Well-placed glazing can transform a rear extension. It looks great and allows natural light to flood the interiors, helping to create an open and inviting zone. Take care when positioning glazing on south or west facing walls to ensure it doesn’t cause overheating.

Timber

External wood cladding is a durable and renewable material. It can be treated to preserve its colour or left untreated to weather naturally. It also makes a great internal feature – often used for flooring and carpentry to create a warm finish.

Metal

Steel, zinc, aluminium and copper are all popular cladding materials. All are low maintenance and will help create a sleek, modern aesthetic.

Brick

While brick is often considered to be a traditional material, it can also be used to create innovative modern extensions. From creative brickwork bonds to mortar styles, colours and blends, it’s possible to make a real design statement.
rear extension ideas london

Work out a budget

Prices for a single storey extension will vary significantly, depending on factors such as size, specification and the area you are building in. As a guide, expect to pay from £2,800 per sqm for a standard, cost-efficient extension in London. For a high-end design, expect the cost to rise to around £4,500 per sqm in the capital.

Plan a build schedule

While every house extension is different and schedules can change at a moment’s notice, often due to weather, this planner offers a guide to all the essential stages:

  1. Pricing and mobilisation (5 weeks)
    At least four weeks are required for full pricing and a further week for contractor mobilisation.
  2. Site preparation (1 week)
    This involves making sure there is clear access to the site, that building materials have been delivered and that machinery is on site.
  3. Groundworks (2-3 weeks)
    Builders will arrive to dig foundations, followed by laying pipework, drainage and services. Concrete footings will be poured in and levelled, too. Building Control will need to sign off this stage.
  4. Superstructure (3 weeks)
    The extension’s frame is built, insulation fitted and flooring sub structure fitted. Building Control carries out another inspection.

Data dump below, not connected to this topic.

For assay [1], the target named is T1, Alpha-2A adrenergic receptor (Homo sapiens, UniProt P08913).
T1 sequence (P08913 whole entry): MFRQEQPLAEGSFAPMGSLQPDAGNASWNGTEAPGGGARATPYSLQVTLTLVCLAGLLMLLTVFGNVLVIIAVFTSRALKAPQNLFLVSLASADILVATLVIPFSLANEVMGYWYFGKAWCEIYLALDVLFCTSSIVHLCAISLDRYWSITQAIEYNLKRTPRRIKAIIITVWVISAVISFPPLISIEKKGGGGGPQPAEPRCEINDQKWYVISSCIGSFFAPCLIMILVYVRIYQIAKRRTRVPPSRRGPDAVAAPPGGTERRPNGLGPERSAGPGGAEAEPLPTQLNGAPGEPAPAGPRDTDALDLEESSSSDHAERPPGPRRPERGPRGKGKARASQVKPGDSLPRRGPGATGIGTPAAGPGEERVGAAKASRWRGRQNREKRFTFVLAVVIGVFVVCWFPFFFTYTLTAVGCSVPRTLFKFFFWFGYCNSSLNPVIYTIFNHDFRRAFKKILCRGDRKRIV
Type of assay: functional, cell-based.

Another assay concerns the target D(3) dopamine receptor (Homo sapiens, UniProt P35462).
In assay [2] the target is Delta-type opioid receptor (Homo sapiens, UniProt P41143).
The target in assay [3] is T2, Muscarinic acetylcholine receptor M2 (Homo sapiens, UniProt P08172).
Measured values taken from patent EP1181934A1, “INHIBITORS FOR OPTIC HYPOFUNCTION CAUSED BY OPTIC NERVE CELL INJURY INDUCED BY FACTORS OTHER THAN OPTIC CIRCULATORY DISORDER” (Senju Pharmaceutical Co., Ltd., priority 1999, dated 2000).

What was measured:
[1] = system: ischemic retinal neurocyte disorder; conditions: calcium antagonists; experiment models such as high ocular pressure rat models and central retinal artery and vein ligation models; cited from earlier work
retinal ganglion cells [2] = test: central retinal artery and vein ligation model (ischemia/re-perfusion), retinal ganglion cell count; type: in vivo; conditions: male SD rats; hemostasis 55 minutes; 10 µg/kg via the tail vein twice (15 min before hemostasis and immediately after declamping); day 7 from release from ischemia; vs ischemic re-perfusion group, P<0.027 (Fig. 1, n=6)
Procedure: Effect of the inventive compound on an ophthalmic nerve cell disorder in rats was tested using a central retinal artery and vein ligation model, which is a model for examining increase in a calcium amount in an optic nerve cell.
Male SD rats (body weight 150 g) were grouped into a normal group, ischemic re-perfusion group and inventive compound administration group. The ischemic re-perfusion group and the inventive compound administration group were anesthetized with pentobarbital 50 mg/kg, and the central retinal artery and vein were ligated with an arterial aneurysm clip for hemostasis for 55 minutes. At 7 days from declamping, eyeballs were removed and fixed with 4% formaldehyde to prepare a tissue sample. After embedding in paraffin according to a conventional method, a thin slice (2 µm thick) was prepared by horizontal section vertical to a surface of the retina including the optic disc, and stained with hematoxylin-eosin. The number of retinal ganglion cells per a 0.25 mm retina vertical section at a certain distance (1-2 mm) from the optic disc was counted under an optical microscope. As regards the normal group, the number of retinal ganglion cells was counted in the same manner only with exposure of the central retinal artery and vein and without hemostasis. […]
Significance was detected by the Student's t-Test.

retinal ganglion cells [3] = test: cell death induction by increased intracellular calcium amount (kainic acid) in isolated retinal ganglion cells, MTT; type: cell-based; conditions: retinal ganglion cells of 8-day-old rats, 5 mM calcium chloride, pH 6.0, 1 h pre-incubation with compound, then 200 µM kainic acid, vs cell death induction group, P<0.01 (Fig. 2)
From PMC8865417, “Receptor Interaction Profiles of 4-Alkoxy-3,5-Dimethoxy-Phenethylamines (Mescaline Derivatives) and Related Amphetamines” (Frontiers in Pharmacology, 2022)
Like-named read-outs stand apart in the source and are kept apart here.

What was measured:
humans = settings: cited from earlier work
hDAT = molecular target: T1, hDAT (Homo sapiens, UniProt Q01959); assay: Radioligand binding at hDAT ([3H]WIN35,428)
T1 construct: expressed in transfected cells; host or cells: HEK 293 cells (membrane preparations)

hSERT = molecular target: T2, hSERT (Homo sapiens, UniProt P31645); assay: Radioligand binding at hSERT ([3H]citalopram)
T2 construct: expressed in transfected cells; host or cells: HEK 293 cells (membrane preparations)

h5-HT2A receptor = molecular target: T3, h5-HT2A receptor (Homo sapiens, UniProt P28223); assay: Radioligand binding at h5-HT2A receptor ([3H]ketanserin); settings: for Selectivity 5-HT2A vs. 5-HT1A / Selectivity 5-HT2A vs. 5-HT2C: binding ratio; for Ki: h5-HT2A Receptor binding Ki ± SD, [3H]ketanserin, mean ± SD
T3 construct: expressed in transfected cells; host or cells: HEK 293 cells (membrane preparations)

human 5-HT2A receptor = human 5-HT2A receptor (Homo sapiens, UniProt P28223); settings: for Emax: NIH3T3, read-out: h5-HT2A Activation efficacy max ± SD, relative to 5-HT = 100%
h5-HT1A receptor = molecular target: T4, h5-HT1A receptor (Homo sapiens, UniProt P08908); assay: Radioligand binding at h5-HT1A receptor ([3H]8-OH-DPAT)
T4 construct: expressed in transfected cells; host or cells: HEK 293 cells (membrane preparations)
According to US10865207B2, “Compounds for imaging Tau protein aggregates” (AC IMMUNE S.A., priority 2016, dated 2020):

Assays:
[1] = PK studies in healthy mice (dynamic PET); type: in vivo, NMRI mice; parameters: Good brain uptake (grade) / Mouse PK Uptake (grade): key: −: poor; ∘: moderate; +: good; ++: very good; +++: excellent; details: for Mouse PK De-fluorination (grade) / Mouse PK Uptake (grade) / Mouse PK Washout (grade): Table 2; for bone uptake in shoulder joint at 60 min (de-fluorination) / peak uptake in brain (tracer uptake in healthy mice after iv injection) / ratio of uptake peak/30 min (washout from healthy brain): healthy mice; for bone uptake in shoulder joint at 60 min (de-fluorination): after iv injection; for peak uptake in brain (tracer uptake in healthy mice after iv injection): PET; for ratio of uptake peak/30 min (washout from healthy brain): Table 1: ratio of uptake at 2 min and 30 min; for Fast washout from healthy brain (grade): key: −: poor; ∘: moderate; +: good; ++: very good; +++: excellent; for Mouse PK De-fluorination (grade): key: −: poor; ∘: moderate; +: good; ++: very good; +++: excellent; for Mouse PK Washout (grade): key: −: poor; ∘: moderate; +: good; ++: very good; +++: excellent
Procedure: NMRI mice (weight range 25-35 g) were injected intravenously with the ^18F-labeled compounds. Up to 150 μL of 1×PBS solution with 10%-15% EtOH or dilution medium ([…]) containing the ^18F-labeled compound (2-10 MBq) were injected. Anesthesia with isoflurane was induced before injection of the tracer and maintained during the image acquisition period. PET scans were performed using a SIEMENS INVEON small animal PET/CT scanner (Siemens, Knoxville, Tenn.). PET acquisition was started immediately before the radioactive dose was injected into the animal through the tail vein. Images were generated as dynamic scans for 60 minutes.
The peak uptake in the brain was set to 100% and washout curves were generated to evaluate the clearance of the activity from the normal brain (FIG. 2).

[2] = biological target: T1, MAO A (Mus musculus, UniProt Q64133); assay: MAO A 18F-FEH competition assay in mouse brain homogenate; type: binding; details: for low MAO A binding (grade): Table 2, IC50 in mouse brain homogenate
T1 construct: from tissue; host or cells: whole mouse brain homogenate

5. External walls (2 weeks)
    Lintels, doors, window frames and wall tiles will arrive ready to be fitted, and new walls are tied to existing ones.
  6. Internal walls (1 week)
    Internal walls are built.
  7. Roof structure (1 week)
    Your carpenter will start building the roof structure, or your contractor will fit prefabricated roof trusses. Rooflights will be fitted at the same time.
  8. Roof covering (1 week)
    Roof battens are cut and fitted over the membrane and the roof covering is laid over the top, along with finishing details, such as flashing.
  9. Windows, doors & exterior finish (3 weeks)
    All exterior finishes are completed, windows and doors are fitted into the frames already fitted. Guttering and pipework is added and first-fix carpentry, plumbing and electrics completed.
  10. Plastering & decorating (3 weeks)
    Interior walls are boarded up and the plaster is left for a minimum of one week before decorating and painting
  11. Second fix (2 weeks)
    Second-fix electrics, such as sockets and switches, are put in place and lighting is fitted. Taps are installed and connections completed, flooring is laid and kitchen and bathrooms, if applicable, are installed.
  12. Snagging (2 weeks)
    Any issues need to be resolved with the relevant trades as soon as possible.
  13. Sign off (1 week)
    If happy that all works comply, Building Control will sign off and provide all the necessary paperwork.

crittal rear extension london

Get professional help

A good architect can be worth their weight in gold when it comes to house extensions and residential architecture projects. Trained in design and project management, there’s no denying that a professional’s input will leave you with a single-storey extension that is creative, maximises light and space, is made using unique materials, finishes and fittings, and built with sustainability and energy-savings in mind.

An architect will also help you find a suitable contractor, quantity surveyor and engineer, and will guide you through the planning, Build Regs and contractual process. They can, if you so choose, act as project manager, watching over the whole process to ensure your home extension is built to schedule, budget and the correct standard.